RFP automation is the use of technology and AI to complete RFP evaluation tasks. Many procurement teams use strategic sourcing software to automate all or part of the RFP process in a strategic sourcing process.

RFQ Automation

Automating the Request for Quotation process using AI. Automated RFQ solutions are purchase order systems that help standardize the purchasing process to help procurement teams maximize their time and use time for more value-added activities.

S

Spend

An amount assigned to the value of transactions with a supplier specified in a contract, or types of cost management inside an organization. Different types of spend include direct spend, indirect spend, tail spend, and maverick spend.

Supplier Analytics

The analysis of a supplier’s performance or the analysis of the supplier base. Supplier analytics might compare supplier performance, analyze supplier risk, or factors like diversity.

Supplier Master Data Management

A process of ensuring that duplicates in an organization’s data is avoided, the data is current and the same between multiple locations, and that data is accessible for all procurement team members.

Supplier Lifecycle Management

Supplier lifecycle management (SLM) is the process of managing vendors in an organization’s end-to-end procurement process. Companies build relationships with suppliers to drive value and create transparency in the procurement and supply chain.

Supplier Experience Management (SXM)

The process of making the bidding process easier for suppliers. Suppliers are typically required to login to many disparate systems to manage transactions which is frustrating. Supplier Experience Management alleviates those frustrations.

Supplier Master Data

Supplier master data is all relevant data about whatever is being sourced, whether good or services. It can include contact information, contracts, category information, procurement history, and information about inventory.

Supply Base

All suppliers of a company’s products and services. Supply base can include potential suppliers, current suppliers, and former suppliers.

Supplier Data Engineering

Creating supplier data governance and building supplier data pipelines inside of an organization. Data engineering could include storing data, analyzing data, and ensuring data is compliant.

Savings Realization (Realized Savings)

Realized savings are the excess of a budgeted amount that have been saved on a line item. They are impacted by other factors such as if a process impacts and detracts from another area such as a facility. Not all realized savings that are estimated at the beginning of a project become actual cost savings, as they are impacted by many different forces such as rogue spending, manual entry, supplier shortages, discrepancies in units of measure, or any other lack of internal control.

T

Tactical sourcing AI

AI that helps procurement automatically source products to meet immediate needs. Tactical sourcing is typically focused on finding the lowest cost and is a short-term activity and tactical sourcing AI can help the function complete ordering cycles quickly and efficiently.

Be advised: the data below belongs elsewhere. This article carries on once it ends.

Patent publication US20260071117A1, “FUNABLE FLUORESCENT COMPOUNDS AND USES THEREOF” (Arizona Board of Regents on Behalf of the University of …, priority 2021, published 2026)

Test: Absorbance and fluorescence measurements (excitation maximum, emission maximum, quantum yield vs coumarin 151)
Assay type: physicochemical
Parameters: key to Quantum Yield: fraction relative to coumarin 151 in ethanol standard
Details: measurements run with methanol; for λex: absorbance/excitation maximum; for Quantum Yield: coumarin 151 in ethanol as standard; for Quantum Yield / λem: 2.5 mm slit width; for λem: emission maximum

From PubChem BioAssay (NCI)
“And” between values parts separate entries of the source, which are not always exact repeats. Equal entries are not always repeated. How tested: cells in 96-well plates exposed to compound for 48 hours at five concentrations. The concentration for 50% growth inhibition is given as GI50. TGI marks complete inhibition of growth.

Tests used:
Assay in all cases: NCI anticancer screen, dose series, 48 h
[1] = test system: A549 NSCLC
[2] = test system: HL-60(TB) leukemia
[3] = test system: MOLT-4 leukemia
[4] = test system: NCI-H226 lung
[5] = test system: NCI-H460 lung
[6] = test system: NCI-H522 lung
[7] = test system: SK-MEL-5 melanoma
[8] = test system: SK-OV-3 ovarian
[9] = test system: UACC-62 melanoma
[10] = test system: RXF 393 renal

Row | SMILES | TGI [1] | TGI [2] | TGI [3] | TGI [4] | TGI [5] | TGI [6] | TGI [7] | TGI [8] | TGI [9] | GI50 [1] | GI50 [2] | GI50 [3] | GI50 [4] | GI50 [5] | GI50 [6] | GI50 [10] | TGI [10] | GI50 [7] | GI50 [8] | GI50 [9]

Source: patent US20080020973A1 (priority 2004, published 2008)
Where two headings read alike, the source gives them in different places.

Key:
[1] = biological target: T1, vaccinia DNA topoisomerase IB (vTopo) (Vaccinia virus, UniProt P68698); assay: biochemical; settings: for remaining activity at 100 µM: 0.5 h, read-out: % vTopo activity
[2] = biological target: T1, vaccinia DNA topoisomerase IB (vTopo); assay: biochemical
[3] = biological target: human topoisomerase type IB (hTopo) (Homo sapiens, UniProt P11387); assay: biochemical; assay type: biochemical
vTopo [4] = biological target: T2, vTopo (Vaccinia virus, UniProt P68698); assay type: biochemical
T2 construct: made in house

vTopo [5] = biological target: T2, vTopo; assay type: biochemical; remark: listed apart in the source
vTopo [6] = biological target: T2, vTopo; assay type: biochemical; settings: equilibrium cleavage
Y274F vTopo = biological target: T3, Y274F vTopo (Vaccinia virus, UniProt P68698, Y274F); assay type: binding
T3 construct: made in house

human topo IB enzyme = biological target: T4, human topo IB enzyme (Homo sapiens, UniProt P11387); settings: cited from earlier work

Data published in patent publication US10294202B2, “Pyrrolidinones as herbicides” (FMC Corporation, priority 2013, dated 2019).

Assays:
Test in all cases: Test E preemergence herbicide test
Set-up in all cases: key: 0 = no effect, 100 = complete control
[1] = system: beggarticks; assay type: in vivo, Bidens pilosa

Tail Spend

Tail spend is an aggregate of small purchases that are typically low value but add up to be a large cost factor. These purchases are made outside of procurement in other departments and locations inside of a company and the data is typically siloed and not easily identified. Tail spend can also be referred to as maverick spend or rogue spend.

Target Cost

A target cost is a cost for a project that is set at the beginning of a project’s life cycle. Overruns of the final project are then shared between parties based on the contract and formula set at the beginning of the project’s life cycle.

Total Cost of Ownership (TCO)

TCO is the purchase price of an asset, whether good or services, plus the costs of its operations over the lifecycle of the asset.

U

Unstructured Data

Data that cannot be processed with regular data tools because it is qualitative in nature. Unstructured data is not predefined and is often stored in its native format. It is hard to use and classify and can make up the majority of a company’s data.

Upstream

Every process a procurement team might undertake from sourcing to awarding the contract. Downstream refers to all the processes after the contract is awarded.

V

Value

The importance, worth, and usefulness of a thing or activity. In procurement, value is the competitive advantage of a company based on procurement’s efforts. Value can be calculated by factoring in cost savings, quality of data, compliance, growth, strategy, and innovation.

Value Analysis

Value analysis is a review process assessing purchasing activities for efficiency and cost reduction. The idea was popularized by Lawrence D. Miles during a period of material shortages and was conceptualized to ensure unnecessary cost was not a factor in production.

W

Weighted Scorecard

Weighted scoring prioritizes different parts of an RFP based on what a business does and the importance of those factors to business. Weighted scoring can assess which suppliers will be more impactful long term and is more complex than simple scoring. If done manually in spreadsheets errors are common.

X

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Y

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Z

Z